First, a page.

What is this thing, the "quantum"? It's a bundle of energy, an indivisible unit that can be sliced no more. Max Planck showed us a hundred years ago that light is emitted not in a smooth, steady flow, but in quanta. Then physicists found quantum jumps of energy, the quantum of electric charge and more. In the small-scale world, everything is lumpy.

And more than just lumpy. When events are examined closely enough, uncertainty prevails; cause and effect become disconnected. Change occurs in little explosions in which matter is created and destroyed, in which chance guides what happens, in which waves are particles and particles are waves.

Despite all this uncertainty, quantum physics is both a practical tool and the basis of our understanding of much of the physical world. It has explained the structure of atoms and molecules, the thermonuclear burning that lights the stars, the behavior of semiconductors and superconductors, the radioactivity that heats the earth, and the comings and goings of particles from neutrinos to quarks.

Successful, yes, but mysterious, too. Balancing the glory of quantum achievements, we have the shame of not knowing "how come." Why does the quantum exist?

My mentor, the Danish physicist Niels Bohr, made his peace with the quantum. His "Copenhagen interpretation" promulgated in 1927 bridged the gap between the strangeness of the quantum world and the ordinariness of the world around us. It is the act of measurement, said Bohr, that transforms the indefiniteness of quantum events into the definiteness of everyday experience. And what one can measure, he said, is necessarily limited. According to his principle of complementarity, you can look at something in one way or in another way, but not in both ways at once. It may be, as one French physicist put it, "the fog from the north," but the Copenhagen interpretation remains the best interpretation of the quantum that we have.

Albert Einstein, for one, could never accept this world view. In on- again, off-again debates over more than a dozen years, Bohr and Einstein argued the issues — always in a spirit of great mutual admiration and respect. I made my own effort to convince Einstein, but without success. Once, around 1942, I went around to his house in Princeton to tell him of a new way of looking at the quantum world developed by my student Richard Feynman.

Feynman pictured an electron getting from point A to point B not by one or another possible path, but by taking all possible paths at once. Einstein, after listening patiently, said, as he had on other occasions, "I still cannot believe God plays dice." Then he added, "But maybe I have earned the right to make my mistakes."

Feynman's superposed paths are eerie enough. In the 1970's, I got interested in another way to reveal the strangeness of the quantum world. I called it "delayed choice." You send a quantum of light (a photon) into an apparatus that offers the photon two paths. If you measure the photon that leaves the apparatus in one way, you can tell which path it took.

If you measure the departing photon in a different way (a complementary way), you can tell if it took both paths at once. You can't make both kinds of measurements on the same photon, but you can decide, after the photon has entered the apparatus, which kind of measurement you want to make.

Is the photon already wending its way through the apparatus along the first path? Too bad. You decide to look to see if it took both paths at once, and you find that it did. Or is it progressing along both paths at once? Too bad. You decide to find out if it took just one path, and it did.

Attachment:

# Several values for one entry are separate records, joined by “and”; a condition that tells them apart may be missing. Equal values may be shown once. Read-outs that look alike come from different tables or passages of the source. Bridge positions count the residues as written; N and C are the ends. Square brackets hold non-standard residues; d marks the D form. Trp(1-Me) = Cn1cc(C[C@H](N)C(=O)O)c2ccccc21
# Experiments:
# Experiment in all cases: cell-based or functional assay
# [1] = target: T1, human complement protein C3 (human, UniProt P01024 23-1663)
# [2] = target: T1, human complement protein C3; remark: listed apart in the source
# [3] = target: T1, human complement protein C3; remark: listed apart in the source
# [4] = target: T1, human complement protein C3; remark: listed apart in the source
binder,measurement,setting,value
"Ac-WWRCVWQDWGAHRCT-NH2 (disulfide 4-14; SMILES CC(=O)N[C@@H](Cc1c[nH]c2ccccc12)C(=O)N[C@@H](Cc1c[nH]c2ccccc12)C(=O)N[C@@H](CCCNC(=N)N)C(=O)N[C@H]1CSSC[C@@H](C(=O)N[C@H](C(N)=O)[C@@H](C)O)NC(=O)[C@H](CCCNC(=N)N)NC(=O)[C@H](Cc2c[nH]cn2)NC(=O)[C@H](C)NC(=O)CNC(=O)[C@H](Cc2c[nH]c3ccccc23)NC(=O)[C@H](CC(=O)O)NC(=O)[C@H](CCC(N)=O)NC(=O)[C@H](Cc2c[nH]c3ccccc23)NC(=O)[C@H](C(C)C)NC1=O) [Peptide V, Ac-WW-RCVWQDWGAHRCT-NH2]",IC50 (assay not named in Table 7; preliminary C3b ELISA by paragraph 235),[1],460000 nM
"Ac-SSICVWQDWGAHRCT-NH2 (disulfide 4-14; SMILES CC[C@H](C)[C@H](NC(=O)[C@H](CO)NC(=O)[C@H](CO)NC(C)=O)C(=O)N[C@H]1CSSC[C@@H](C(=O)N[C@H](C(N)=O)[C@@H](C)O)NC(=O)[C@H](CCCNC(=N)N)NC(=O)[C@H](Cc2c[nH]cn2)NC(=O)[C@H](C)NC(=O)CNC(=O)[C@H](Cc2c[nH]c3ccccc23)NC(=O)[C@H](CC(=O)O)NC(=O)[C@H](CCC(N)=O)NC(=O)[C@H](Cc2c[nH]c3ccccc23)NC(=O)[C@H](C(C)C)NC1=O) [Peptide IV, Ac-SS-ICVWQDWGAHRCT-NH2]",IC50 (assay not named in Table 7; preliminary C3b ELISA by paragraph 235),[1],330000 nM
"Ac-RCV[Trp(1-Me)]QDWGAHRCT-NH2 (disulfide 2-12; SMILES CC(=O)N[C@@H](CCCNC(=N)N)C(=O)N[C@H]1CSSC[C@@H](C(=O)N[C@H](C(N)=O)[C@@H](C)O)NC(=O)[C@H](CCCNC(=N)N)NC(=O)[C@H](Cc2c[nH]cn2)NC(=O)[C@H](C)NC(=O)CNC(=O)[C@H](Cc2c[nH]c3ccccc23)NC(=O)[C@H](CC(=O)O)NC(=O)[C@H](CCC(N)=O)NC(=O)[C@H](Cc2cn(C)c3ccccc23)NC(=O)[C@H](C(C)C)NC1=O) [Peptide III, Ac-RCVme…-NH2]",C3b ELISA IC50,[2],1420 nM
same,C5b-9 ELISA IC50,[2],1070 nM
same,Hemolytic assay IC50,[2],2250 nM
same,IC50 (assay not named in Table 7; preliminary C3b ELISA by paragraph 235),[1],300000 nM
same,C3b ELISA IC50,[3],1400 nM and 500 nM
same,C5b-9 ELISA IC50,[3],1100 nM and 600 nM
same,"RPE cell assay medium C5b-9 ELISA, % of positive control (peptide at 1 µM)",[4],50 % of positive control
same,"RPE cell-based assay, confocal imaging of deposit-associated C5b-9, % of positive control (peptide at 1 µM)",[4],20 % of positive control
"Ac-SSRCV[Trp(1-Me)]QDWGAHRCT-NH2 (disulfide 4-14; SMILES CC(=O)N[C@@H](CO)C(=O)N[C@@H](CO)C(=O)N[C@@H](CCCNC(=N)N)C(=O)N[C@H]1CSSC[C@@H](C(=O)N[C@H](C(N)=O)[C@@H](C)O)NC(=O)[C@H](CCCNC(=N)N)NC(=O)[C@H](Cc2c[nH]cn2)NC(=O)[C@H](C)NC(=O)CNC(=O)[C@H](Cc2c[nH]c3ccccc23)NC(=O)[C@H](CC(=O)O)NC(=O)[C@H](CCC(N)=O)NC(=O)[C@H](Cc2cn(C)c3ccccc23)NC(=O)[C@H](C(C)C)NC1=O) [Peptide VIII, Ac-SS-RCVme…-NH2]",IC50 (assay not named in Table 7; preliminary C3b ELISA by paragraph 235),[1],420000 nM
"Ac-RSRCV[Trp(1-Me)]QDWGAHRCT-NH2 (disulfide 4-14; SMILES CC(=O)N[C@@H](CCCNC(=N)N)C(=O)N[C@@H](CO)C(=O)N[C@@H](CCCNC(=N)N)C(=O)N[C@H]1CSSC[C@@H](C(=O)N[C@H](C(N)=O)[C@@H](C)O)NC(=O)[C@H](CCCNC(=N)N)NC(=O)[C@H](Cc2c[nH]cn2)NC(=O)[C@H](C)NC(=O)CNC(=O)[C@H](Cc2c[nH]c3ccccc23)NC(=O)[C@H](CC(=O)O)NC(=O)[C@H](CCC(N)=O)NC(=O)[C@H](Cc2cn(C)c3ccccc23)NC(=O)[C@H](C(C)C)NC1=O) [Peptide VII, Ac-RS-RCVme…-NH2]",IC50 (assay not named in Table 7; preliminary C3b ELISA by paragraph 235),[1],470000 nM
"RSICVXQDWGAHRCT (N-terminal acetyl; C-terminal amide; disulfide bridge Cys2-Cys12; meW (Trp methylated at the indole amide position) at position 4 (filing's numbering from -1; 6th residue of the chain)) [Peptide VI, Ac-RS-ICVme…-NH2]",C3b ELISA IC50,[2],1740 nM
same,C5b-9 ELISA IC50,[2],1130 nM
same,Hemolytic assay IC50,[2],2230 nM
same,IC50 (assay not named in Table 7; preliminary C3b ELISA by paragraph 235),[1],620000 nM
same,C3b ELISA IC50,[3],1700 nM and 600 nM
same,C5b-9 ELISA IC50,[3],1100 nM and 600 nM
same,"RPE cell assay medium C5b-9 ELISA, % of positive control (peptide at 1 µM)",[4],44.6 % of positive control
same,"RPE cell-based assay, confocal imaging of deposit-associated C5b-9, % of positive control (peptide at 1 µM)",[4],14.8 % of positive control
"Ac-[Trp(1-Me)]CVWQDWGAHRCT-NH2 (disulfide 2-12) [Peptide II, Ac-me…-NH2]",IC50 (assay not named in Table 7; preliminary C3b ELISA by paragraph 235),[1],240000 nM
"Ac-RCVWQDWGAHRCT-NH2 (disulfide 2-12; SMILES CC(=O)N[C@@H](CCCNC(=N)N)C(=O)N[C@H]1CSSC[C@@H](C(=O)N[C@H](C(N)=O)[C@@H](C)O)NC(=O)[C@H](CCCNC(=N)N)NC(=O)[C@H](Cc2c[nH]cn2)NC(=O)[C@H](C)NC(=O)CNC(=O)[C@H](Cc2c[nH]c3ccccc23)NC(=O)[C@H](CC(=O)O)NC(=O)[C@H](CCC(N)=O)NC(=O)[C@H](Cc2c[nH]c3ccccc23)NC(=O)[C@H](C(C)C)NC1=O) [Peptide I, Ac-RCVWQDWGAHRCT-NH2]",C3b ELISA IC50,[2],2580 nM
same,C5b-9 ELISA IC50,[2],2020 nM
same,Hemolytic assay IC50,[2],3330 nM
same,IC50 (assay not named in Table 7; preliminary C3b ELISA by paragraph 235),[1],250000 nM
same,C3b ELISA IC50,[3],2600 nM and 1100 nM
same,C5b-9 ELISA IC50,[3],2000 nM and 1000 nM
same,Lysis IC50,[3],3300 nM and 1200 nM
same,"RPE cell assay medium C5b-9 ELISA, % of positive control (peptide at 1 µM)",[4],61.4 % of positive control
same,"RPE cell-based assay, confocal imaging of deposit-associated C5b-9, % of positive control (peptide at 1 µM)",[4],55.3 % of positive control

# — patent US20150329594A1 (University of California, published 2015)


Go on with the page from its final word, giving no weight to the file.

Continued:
At the University of Maryland, Carroll Alley, with Oleg Jakubowicz and William Wickes, took up the challenge I offered them and confirmed that the outcome could be affected by delaying the choice of measurement technique — the choice of question asked — until the photon was well on its way. I like to think that we may one day conduct a delayed-choice experiment not just in a laboratory, but in the cosmos.

One hundred years is, after all, not so long a time for the underpinning of a wonderfully successful theory to remain murky. Consider gravity. Isaac Newton, when he published his monumental work on gravitation in the 17th century, knew he could not answer the question, "How come gravity?" He was wise enough not to try. "I frame no hypotheses," he said.

It was 228 years later when Einstein, in his theory of general relativity, attributed gravity to the curvature of spacetime. The essence of Einstein's lesson can be summed up with the aphorism, "Mass tells spacetime how to curve, and spacetime tells mass how to move." Even that may not be the final answer. After all, gravity and the quantum have yet to be joined harmoniously.

On the windowsill of my home on an island in Maine I keep a rock from the garden of Academe, a rock that heard the words of Plato and Aristotle as they walked and talked. Will there someday arise an equivalent to that garden where a few thoughtful colleagues will see how to put it all together and save us from the shame of not knowing "how come the quantum"? Of course, in this century, that garden will be as large as the earth itself, a "virtual" garden where the members of my imagined academy will stroll and converse electronically.

Here, a hundred years after Planck, is quantum physics, the intellectual foundation for all of chemistry, for biology, for computer technology, for astronomy and cosmology. Yet, proud foundation for so much, it does not yet know the foundation for its own teachings. One can believe, and I do believe, that the answer to the question, "How come the quantum?" will prove to be also the answer to another question, "How come existence?"

Copyright © Michael Richmond. This work is licensed under a Creative Commons License.